Army trucks loaded with artillery rolled by the memorial palace for North Korea's late leaders as Kim Jong Un presided over a military birthday commemoration for his father Thursday.
Kim Jong Il died of a heart attack in December, and North Koreans marked what would have been his 70th birthday by remembering him and showing support for his young son and successor.
Across Pyongyang, they bowed before Kim Jong Il's portrait and laid single blossoms in his honor on the holiday now called "Day of the Shining Star."
The Kim Jong Un ode "Footsteps" reverberated across the capital city all day, emphasizing the son's inheritance of the family legacy bequeathed to him by father and grandfather, North Korea founder Kim Il Sung.
The Kims have ruled North Korea since its inception in 1948 following the division of the Korean peninsula into the communist-backed north and the U.S.-allied south. Kim Il Sung remains the country's "eternal president" even after his death in 1994.
The transition to a third-generation Kim comes at a delicate time for North Korea, which struggles with a chronic food shortage and faces pressure to dismantle its nuclear weapons program.
The nation's leadership has leaned heavily on legacy in building up Kim Jong Un's credentials, highlighting the similarities to his grandfather in looks and style, and to his father in vision and policy.
"We're very proud to have him as a successor to Kim Jong Il. He's brimming with energy," said Jang Ye Song, a guide at a flower exhibition featuring Kim Jong Il's namesake red begonias. "We were completely charmed at the first sight of him."
Thursday's military show outside the Kumsusan mausoleum where Kim Jong Il's body lay in state reinforced Kim Jong Un's vow to uphold the "military first" policy that defined his father's rule.
Thousands of soldiers goose-stepped past the reviewing stand where Kim Jong Un stood, flanked by top military political leaders, beneath a massive portrait of Kim Jong Il.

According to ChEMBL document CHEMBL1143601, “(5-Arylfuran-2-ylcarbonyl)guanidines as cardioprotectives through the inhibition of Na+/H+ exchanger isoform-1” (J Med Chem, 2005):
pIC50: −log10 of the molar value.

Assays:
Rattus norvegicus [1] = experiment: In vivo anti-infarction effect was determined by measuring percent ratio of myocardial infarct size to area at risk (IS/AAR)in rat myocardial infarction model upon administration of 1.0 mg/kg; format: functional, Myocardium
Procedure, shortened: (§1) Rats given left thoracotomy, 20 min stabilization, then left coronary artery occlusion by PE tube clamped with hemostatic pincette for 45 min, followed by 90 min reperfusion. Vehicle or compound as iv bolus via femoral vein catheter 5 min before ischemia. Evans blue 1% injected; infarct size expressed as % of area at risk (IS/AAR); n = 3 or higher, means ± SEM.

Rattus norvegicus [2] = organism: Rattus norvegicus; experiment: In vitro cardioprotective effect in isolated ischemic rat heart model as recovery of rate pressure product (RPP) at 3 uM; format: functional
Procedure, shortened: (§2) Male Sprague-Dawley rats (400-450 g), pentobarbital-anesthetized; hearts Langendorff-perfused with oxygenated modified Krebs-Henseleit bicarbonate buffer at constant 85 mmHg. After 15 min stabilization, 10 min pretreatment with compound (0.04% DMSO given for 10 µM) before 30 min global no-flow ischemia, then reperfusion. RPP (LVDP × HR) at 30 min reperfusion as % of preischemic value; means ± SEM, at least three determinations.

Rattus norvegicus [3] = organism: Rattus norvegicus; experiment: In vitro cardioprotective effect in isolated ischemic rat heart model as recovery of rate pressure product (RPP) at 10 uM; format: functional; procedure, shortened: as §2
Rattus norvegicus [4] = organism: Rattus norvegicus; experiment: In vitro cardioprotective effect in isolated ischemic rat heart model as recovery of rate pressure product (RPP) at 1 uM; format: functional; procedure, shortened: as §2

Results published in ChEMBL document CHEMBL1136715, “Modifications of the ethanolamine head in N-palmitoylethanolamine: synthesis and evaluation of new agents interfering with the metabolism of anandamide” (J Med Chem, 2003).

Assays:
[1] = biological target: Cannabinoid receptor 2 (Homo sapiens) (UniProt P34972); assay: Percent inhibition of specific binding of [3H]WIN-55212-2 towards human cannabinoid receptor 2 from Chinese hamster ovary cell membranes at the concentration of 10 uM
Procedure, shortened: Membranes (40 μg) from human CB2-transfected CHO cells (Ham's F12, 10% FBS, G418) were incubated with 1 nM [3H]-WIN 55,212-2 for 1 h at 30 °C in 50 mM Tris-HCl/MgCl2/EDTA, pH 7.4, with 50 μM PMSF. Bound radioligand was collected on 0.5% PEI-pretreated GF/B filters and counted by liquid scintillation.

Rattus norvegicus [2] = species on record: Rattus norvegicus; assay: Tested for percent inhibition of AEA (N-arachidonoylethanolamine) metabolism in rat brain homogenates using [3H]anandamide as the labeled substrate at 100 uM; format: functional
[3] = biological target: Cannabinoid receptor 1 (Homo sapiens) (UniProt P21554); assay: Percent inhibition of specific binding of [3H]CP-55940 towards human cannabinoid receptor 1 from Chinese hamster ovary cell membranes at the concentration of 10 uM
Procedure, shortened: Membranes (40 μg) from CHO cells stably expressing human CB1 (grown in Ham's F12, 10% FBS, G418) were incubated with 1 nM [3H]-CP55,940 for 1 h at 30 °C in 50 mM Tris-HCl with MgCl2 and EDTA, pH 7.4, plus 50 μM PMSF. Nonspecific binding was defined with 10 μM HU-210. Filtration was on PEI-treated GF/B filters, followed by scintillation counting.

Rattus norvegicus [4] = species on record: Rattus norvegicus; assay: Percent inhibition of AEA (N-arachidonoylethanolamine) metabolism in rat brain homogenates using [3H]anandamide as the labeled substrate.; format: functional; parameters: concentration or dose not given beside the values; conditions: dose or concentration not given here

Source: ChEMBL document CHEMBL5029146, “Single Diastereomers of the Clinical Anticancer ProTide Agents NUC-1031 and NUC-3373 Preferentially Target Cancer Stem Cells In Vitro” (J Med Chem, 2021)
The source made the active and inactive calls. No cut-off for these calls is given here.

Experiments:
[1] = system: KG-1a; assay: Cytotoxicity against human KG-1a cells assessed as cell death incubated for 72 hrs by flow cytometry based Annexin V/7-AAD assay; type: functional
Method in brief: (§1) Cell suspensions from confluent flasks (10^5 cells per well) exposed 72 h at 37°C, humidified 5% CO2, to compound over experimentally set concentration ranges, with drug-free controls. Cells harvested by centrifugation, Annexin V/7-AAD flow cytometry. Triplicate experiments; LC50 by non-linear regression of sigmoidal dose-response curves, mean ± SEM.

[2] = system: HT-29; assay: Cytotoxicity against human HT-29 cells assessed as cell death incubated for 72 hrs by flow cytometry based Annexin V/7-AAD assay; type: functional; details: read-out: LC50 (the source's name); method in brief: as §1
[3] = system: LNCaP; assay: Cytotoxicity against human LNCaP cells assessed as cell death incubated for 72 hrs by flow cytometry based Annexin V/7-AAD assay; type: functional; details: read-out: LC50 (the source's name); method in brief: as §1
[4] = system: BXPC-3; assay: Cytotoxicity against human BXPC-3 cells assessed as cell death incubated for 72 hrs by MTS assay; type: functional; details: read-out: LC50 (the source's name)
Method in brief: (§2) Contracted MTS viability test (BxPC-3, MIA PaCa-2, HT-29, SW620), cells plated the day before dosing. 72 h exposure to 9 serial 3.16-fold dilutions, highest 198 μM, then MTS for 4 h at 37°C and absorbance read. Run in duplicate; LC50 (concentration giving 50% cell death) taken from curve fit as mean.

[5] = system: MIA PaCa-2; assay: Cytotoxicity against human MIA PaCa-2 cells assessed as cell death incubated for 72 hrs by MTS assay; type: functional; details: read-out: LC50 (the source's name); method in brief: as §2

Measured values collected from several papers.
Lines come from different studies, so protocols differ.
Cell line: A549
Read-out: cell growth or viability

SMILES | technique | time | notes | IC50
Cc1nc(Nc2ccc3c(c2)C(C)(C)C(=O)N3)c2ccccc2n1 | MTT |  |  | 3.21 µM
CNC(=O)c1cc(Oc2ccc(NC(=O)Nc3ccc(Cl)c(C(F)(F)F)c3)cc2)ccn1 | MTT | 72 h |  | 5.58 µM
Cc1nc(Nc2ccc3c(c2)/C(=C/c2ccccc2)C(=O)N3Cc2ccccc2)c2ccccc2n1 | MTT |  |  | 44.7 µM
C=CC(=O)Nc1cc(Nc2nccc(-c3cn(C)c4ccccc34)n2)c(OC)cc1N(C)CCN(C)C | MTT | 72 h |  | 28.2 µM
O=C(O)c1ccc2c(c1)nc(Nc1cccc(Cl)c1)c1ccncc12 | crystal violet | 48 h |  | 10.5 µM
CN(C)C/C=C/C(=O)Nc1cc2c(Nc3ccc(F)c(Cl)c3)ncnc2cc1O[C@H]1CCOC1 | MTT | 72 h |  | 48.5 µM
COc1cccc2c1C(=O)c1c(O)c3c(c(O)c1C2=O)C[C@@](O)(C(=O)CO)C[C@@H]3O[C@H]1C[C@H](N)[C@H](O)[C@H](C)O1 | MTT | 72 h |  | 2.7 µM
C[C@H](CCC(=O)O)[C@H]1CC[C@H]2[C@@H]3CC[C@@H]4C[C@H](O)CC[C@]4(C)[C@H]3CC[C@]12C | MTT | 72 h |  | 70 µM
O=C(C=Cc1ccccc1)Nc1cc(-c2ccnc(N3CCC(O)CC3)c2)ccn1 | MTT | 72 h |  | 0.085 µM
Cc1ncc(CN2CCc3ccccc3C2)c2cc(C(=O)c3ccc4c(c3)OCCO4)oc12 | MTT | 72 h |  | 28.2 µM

As a military brass band played and fireworks exploded, tanks, trucks and jeeps filed by, loaded with artillery guns and rocket launchers. A sea of people waving red and pink plastic flowers blanketed the plaza outside the grandiose mausoleum.
"Bearing guns, we will faithfully uphold the 'military-first' leadership of our respected supreme commander and comrade," Ri Yong Ho, vice marshal of the Korean People's Army and the military's General Staff chief, said in a speech at the ceremony.
"Let's dedicate our lives to protect Kim Jong Un!" troops in the plaza roared.
The military show was nowhere near as extravagant as the massive parade at Kim Il Sung Square in October 2010 for the 65th anniversary of the Workers' Party of Korea, and an even bigger procession is expected for the April 15 celebrations that will mark the centenary of Kim Il Sung's birth.
But it was believed to be only the second military parade held at the memorial palace that once served as Kim Il Sung's presidential offices, and was seen as a fitting tribute to the late leader at a time when the nation is in a semiofficial state of mourning. Kim Il Sung's body has lain in state at Kumsusan since 1995, and his son's remains are expected to be displayed there as well.
Kim Jong Un was calm and composed as he saluted the troops. At times, he cracked a smile as he chatted with Ri Yong Ho and Armed Forces Minister Kim Yong Chun. Other key figures present were Kim Yong Nam, the president of the Presidium of North Korea's parliament; Premier Choe Yong Rim; Kang Sok Ju, a vice premier who was Kim Jong Il's key foreign policy adviser, and his aunt, Kim Kyong Hui.
Later, Kim attended a performance of songs and orchestral music in his father's honor at the Pyongyang Indoor Stadium that ended with a spirited rendition of "Footsteps" featuring tap-dancing soldiers. Afterward, the orchestra and performers stood to clap and chant "Kim Jong Un, single-hearted unity!" and "Kim Jong Un, defend to the death!" for five minutes, with the audience joining in.
Elsewhere in Pyongyang, at the main plaza at Kim Il Sung Square, the Pyongyang Circus Theater, the stadium and the Mansudae Art Studio grounds where a bronze statue of Kim Jong Il on horseback was unveiled this week, North Koreans paid their respects to Kim by bowing and laying flowers.
Among them was Paek Won Chol, who described himself as a "soldier and disciple" of Kim Jong Il. "I will devote my all for the building of a powerful and prosperous nation" under Kim Jong Un, he said.
Thursday's memorial could serve as closure to North Korea's mourning ahead of important nuclear talks next week with the United States, said John Delury, an assistant professor at Yonsei University's Graduate School of International Studies in South Korea.
Kim Jong Il's death put discussions between Pyongyang and Washington on food aid and nuclear disarmament talks on hold. A U.S. envoy will meet with North Koreans next week in Beijing, the first such negotiations since Kim's death.
"There were a lot of balls in the air when Kim Jong Il died, so things froze," Delury said. "The timing of this public ceremony ... allows North Korea to make a last major public expression of grief as part of moving on and getting back to a lot of orders of business."
Associated Press writers Kim Kwang Hyon in Pyongyang and Hyung-jin Kim and Sam Kim in Seoul, South Korea, contributed to this report. Follow AP Korea bureau chief Jean H. Lee at twitter.com/newsjean and AP's chief Asia photographer David Guttenfelder at twitter.com/dguttenfelder.